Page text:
Two lots later came the Louis Vuitton Escale Spin Time with a gorgeous enamel dial made by noted enameller Anita Porchet. With an estimate of 80,000-100,000, this was the subject of a three way tussle between the exuberant lady in the front, a phone bidder, and Jean-Claude Biver, the non-executive chairman of the LVMH watch division.
Mr Biver, seated in the VIP area in front, clearly wanted the watch, and won it for 280,000 francs.
Lot 23 was a pair of Chanel J12 The Inseparables, the first of the new generation J12 to roll off the line and given a unique matte finish. With an estimate of 22,500-27,000 francs for the pair – compared to a retail of about 6000 francs for the standard version – the opening bid was a surprise for two reasons.
Firstly, it was 100,000 francs, and more surprisingly, it was placed by Mr Bennahmias of Audemars Piguet, standing off to the side in his trademark leather bomber jacket made by Seraphin of Paris. He was quickly outbid by the exuberant lady bidder and stopped bidding, until the lady commented in jest that he must be “tired”. A visibly annoyed Mr Bennahmias put in another bid, but was once again countered by the lady, who won it for 130,000 francs.
A few lots later came the critically acclaimed Breguet Type 20 remake. What started off as a contest between the exuberant lady and Mr Von Bueren became a repeat of the Chanel battle when Mr Bennahmias put in a bid against the lady bidder, though in the end Mr Von Bueren won with a bid of 210,000 francs – just over four times the high estimate – again for paddle 9199.
And just after that came the Patek Philippe Grandmaster Chime – once the hammer came down on that, with Ms Jud of Christie’s winning it for paddle 9198, the level of excitement in the room dropped tangibly, and a number of spectators left.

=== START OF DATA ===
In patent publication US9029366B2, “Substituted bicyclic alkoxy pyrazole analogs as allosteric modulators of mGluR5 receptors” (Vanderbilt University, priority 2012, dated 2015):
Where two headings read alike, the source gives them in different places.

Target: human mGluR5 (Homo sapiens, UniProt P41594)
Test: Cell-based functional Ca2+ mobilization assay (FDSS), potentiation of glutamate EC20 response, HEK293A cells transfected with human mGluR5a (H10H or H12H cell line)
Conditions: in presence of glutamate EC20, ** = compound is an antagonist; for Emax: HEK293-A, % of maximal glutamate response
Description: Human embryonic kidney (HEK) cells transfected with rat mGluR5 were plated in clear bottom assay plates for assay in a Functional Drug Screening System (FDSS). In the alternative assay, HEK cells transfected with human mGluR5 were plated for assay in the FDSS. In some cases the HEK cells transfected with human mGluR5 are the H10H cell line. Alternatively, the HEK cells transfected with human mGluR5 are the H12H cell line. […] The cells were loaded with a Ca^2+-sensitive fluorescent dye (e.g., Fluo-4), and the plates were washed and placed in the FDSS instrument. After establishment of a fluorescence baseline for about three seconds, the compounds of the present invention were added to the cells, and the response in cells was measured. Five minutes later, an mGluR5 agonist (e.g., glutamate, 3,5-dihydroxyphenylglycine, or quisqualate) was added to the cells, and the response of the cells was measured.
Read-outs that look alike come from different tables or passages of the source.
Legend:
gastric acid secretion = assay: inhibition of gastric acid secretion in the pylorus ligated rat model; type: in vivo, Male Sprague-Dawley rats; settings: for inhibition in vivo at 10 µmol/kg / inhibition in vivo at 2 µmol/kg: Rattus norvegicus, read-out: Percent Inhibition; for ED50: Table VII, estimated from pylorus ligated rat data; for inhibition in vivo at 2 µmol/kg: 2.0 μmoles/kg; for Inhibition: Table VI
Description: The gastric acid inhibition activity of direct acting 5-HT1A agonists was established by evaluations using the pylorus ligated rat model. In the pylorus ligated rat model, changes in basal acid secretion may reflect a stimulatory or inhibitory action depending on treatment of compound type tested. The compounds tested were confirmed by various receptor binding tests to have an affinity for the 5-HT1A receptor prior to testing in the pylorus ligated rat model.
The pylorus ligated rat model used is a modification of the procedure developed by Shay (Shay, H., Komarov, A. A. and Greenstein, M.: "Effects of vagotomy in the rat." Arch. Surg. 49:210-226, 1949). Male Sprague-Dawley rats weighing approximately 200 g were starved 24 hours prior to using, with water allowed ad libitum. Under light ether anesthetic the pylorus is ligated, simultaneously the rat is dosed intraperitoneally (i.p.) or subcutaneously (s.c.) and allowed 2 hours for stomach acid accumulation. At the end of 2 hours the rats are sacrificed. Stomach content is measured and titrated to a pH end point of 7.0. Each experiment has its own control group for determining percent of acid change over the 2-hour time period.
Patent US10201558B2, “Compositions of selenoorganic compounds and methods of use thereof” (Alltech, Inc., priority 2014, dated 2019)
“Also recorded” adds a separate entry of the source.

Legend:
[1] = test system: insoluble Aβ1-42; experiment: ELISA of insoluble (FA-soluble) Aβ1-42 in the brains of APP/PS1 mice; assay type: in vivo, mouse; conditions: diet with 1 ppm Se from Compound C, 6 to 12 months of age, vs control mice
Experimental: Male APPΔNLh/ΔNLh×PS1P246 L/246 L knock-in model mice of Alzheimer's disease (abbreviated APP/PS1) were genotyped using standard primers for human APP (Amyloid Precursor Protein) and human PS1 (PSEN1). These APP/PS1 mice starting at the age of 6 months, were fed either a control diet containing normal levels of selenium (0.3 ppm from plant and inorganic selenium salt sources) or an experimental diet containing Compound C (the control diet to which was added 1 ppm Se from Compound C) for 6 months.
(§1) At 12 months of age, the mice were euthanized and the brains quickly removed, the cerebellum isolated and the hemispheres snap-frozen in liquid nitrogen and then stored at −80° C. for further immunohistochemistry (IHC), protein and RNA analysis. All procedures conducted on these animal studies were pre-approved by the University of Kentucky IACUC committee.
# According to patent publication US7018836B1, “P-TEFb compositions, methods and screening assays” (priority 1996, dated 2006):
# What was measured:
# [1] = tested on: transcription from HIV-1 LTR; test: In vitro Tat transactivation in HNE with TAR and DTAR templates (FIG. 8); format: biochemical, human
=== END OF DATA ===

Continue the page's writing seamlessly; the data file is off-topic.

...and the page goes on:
The atmosphere reinflated with lot 37, the Audemars Piguet Code 11.59 Tourbillon Openworked, part of a widely panned collection but one of my favourites from the sale. The 190,000-240,000 franc estimate was quickly exceeded in a bidding battle primarily between Mr Von Bueren and Masa Tamaoki of Christie’s Japan.
There was a palpable surprise when the watch exceeded the 800,000 francs achieved by the Royal Oak Perpetual Calendar Ceramic made for Only Watch 2017, and even more once the watch finished at 1m francs, going to Mr Von Bueren’s paddle 9199.
After a couple of lower value lots came lot 44, the Tudor Black Bay Ceramic One. Though the estimate as just 4,500-5,500, the watch was expected to sell for far more, given past results for Tudor’s Only Watch creations.
Bidding started briskly with a 100,000 franc bid from Claude Sfeir, a Lebanese gem dealer and noted watch collector. He went up against an Asian gentleman standing at the side of the room, in a brief back and forth that quickly ended with Mr Sfeir taking home the Tudor for 350,000 francs to join the last two Tudor Only Watch timepieces he also won.
And almost at the end was one of the most anticipated watches in the sale, the Akrivia Chronometre Contemporain with a hammered, enamelled dial. As expected, interest in this was high, with several Christie’s representatives on the telephones bidding for clients.
Early bidding included Sabine Kegel of Christie’s Geneva, but past 300,000 it was a three way fight between Remy Julia and Bob Xue, both of Christie’s Dubai, and American Rolex specialist Eric Ku, who was seated in the room. Mr Ku finally won the watch with a 360,000 bid.
Major results in the sale included the Montblanc 1858 Split-Seconds with an agate dial that sold for 100,000 francs, double the high estimate of 48,000 francs.
And there were some surprises with brands not widely considered mainstream watchmakers, including the Boucheron Ajourée Amvara that sold for 140,000 francs, or three times the high estimate, and the Bovet Récital 23 “Hope” that sold for 280,000 francs, against a high estimate of 80,000. Both went to paddle 9199.
But perhaps the biggest surprise was the Carl F. Bucherer Patravi ScubaTec with a 18k gold case and manta ray motif that sold for 60,000 francs, double the high estimate, to an internet bidder in Melbourne, Australia, which fortunately has manta rays native to the country.